Later that evening, the wedding preparations take an unexpected turn: Liz gets a call from a concerned LBJ, who asks about her plan to use airline equipment to cool the church at the wedding. It is an ingenious strategy to combat the sweltering conditions of August in Washington. Unfortunately for the wedding guests, the International Association of Machinists, representing aircraft mechanics and other workers, are on strike, and the government is currently negotiating with them on a resolution. LBJ tells her to clear it with the Secretary of Labor—and as for the wedding guests, ‘Let ‘em sweat if they need to.”

One other interesting thing about the call is at the very beginning, while Liz waits on hold: the office secretary’s accidentally recorded comments about LBJ.  

LBJ Presidential Library photo A2924-5a.

April 3, 1966. Back in Washington, LBJ sees the press coverage of Lady Bird and Secretary Udall at Big Bend. Liz Carpenter later described his reaction:

"LBJ always knew what was in the papers. Once we were traveling with Mrs. Johnson and reporters to the Big Bend, and Stewart Udall was along, making grand gestures, pointing: ‘Look at the mountain, Mrs. Johnson!’ Mrs. Johnson was wearing a cowboy hat against the sun, and somebody took a picture of the two of them. 
I called the White House early the next day and got the President because nobody else was up yet. I asked, ‘What’s in the papers?’ He said, ‘Well, it’s good. You have a five-column picture on page one of the New York Times. Lady Bird looks like the Lone Ranger, and Stewart Udall looks like Tonto.’”

-Liz Carpenter reminisces at the “Legacy of the Sixties” symposium held at the LBJ Library and Museum May 12-14, 1999. LBJ Library photograph C1616-17.

April 3, 1966. Back in Washington, LBJ sees the press coverage of Lady Bird and Secretary Udall at Big Bend. Liz Carpenter later described his reaction:

"LBJ always knew what was in the papers. Once we were traveling with Mrs. Johnson and reporters to the Big Bend, and Stewart Udall was along, making grand gestures, pointing: ‘Look at the mountain, Mrs. Johnson!’ Mrs. Johnson was wearing a cowboy hat against the sun, and somebody took a picture of the two of them.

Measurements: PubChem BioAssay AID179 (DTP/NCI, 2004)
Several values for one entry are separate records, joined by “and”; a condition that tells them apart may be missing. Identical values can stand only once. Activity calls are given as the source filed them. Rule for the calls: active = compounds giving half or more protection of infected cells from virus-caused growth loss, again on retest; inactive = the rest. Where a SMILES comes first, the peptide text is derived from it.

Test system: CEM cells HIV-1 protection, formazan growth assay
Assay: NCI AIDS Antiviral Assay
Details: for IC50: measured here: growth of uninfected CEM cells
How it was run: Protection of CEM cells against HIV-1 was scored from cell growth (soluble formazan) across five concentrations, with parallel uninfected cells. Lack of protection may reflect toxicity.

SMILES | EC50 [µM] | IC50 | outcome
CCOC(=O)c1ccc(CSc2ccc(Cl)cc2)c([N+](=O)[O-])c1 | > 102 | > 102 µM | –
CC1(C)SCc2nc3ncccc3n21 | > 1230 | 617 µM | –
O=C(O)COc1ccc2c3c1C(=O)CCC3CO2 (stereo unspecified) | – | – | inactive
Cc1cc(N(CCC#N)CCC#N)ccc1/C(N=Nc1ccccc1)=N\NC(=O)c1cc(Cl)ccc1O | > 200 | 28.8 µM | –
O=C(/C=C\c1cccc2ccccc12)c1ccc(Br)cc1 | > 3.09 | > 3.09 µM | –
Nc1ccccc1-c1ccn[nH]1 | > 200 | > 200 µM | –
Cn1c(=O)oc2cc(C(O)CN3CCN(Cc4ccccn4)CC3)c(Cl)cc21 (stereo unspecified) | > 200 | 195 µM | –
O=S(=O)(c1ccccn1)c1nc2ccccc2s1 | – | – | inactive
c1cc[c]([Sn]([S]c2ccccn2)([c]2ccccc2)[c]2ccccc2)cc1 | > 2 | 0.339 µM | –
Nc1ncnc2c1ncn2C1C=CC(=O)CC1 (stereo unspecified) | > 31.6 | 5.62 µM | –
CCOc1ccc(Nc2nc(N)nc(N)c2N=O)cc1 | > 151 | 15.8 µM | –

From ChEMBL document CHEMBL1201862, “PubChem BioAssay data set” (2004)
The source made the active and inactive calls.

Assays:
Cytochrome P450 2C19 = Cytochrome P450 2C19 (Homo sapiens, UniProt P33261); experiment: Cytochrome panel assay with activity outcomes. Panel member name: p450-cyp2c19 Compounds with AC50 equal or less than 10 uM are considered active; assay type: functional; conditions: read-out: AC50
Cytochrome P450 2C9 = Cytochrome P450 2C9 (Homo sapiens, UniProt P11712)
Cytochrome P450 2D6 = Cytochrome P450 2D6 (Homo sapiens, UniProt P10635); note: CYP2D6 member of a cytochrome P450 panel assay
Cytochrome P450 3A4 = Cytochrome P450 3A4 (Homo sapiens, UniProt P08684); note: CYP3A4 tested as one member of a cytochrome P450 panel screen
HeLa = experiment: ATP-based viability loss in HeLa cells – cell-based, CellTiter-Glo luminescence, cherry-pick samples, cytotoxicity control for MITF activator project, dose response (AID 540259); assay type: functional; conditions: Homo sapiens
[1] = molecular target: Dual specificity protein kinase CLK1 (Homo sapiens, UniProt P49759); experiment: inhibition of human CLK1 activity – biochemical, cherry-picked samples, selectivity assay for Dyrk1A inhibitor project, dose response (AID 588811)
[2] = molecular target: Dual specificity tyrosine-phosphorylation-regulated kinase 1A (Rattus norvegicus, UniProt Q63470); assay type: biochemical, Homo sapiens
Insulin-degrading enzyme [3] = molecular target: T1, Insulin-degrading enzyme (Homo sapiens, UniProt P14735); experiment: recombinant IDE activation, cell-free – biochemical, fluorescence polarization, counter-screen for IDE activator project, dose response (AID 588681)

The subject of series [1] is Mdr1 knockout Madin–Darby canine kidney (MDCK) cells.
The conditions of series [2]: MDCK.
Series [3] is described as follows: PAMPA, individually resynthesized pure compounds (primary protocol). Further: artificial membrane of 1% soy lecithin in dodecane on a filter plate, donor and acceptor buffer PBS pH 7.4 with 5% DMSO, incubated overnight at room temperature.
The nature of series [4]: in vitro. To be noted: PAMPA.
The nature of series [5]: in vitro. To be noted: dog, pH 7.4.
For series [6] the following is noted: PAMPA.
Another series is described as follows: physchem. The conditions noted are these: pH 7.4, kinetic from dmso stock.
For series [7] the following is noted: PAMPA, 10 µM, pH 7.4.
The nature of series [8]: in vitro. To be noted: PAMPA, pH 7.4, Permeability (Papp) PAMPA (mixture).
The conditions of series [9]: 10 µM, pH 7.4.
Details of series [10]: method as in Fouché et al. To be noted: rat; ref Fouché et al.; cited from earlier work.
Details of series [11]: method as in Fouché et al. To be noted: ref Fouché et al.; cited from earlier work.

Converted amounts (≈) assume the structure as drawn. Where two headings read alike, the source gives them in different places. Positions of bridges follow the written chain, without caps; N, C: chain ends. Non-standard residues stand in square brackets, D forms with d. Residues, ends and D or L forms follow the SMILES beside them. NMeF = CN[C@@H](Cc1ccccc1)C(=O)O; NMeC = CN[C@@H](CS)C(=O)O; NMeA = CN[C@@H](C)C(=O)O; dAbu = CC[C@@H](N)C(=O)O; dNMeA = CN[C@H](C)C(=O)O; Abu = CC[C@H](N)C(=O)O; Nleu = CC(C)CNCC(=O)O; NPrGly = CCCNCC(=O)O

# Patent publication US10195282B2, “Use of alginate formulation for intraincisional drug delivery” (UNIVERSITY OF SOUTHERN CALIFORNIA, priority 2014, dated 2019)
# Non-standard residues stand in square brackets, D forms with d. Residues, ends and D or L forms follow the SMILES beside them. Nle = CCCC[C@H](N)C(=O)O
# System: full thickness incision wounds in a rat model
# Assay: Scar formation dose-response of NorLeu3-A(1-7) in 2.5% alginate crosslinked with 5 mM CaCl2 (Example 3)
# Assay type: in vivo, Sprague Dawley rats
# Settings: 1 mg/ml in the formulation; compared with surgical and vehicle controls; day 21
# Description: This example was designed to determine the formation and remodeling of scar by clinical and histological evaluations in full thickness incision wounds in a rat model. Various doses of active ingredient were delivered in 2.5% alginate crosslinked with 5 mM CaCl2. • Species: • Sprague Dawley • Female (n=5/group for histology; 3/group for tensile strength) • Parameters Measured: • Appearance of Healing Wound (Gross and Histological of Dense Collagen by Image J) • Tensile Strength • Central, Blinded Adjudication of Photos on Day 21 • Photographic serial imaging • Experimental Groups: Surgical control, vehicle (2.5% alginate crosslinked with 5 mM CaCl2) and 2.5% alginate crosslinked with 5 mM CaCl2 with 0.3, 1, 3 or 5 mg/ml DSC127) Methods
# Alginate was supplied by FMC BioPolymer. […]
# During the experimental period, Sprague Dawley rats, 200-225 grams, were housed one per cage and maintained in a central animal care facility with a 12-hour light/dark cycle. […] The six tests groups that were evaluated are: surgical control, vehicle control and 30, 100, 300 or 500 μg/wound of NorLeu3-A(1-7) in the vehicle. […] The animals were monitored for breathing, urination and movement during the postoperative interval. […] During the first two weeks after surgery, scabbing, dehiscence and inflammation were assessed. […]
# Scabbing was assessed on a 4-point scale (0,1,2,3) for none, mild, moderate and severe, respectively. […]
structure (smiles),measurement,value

I called the White House early the next day and got the President because nobody else was up yet. I asked, ‘What’s in the papers?’ He said, ‘Well, it’s good. You have a five-column picture on page one of the New York Times. Lady Bird looks like the Lone Ranger, and Stewart Udall looks like Tonto.’”

-Liz Carpenter reminisces at the “Legacy of the Sixties” symposium held at the LBJ Library and Museum May 12-14, 1999. LBJ Library photograph C1616-17.

Liz Carpenter drafts these remarks for President Johnson to read when Air Force One lands at Andrews Air Force Base in Maryland.

Liz Carpenter drafts these remarks for President Johnson to read when Air Force One lands at Andrews Air Force Base in Maryland.

June 22, 1963.  In the morning LBJ and JFK together meet with civil rights leaders, including Dr. King, but from there their paths diverge. President Kennedy prepares to leave for Berlin—where he’ll make a very famous speech—while LBJ heads to a wedding of a Congressman’s daughter in the Carpenters’ station wagon. Ah, the Vice Presidency!
Above: LBJ’s Daily Diary.

June 22, 1963.  In the morning LBJ and JFK together meet with civil rights leaders, including Dr. King, but from there their paths diverge. President Kennedy prepares to leave for Berlin—where he’ll make a very famous speech—while LBJ heads to a wedding of a Congressman’s daughter in the Carpenters’ station wagon. Ah, the Vice Presidency!

Above: LBJ’s Daily Diary.

Liz [Carpenter] was just as much my friend and my fellow worker as she was Lyndon’s. But Lyndon was—she was strong enough, and tough enough to stand up to Lyndon, and he was honest enough, and realistic enough, to know that she had so much to offer, even if she was sometimes abrasive. Even if she sometimes wanted him to do something that he was just too exhausted to do, or that didn’t come natural for him to do. And he usually did it, and he might roar at her, but he always loved her and admired her, and me too. And very much laughed with her.

Claudia “Lady Bird” Johnson Oral History Interview XLIV, p. 14. LBJ Library.

September 1960. Liz Carpenter, above, and Bill Moyers join the Johnsons as LBJ campaigns across Texas and points beyond.
LBJ Library Photo Archives #60-11-78.

September 1960. Liz Carpenter, above, and Bill Moyers join the Johnsons as LBJ campaigns across Texas and points beyond.

LBJ Library Photo Archives #60-11-78.

LBJ’s 1948 campaign was covered by a pair of Carpenters: Liz and Leslie. Liz was an Austin native who had majored in journalism at UT-Austin—like a certain other famous woman we could mention—where she had been the first woman elected student body vice president. 
In 1948 she was only 6 years out of college, and she and her husband Leslie were both reporting on the Senate race for Texas newspapers.
It was the beginning of a long and productive association with the Johnsons. We will see much more of her as we move along—lucky for us!
The LBJ Library photo above is Liz at her desk in the White House, in 1966. Public domain.

LBJ’s 1948 campaign was covered by a pair of Carpenters: Liz and Leslie. Liz was an Austin native who had majored in journalism at UT-Austin—like a certain other famous woman we could mention—where she had been the first woman elected student body vice president. 

In 1948 she was only 6 years out of college, and she and her husband Leslie were both reporting on the Senate race for Texas newspapers.

It was the beginning of a long and productive association with the Johnsons. We will see much more of her as we move along—lucky for us!

The LBJ Library photo above is Liz at her desk in the White House, in 1966. Public domain.